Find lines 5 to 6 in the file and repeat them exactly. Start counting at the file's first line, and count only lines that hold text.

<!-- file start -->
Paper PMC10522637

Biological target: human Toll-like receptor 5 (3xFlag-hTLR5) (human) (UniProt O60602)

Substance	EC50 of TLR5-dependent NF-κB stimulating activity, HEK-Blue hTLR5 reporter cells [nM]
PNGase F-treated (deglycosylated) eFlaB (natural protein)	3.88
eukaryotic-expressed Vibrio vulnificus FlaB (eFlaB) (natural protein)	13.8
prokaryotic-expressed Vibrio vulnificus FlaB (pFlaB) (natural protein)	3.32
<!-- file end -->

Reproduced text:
eukaryotic-expressed Vibrio vulnificus FlaB (eFlaB) (natural protein)	13.8
prokaryotic-expressed Vibrio vulnificus FlaB (pFlaB) (natural protein)	3.32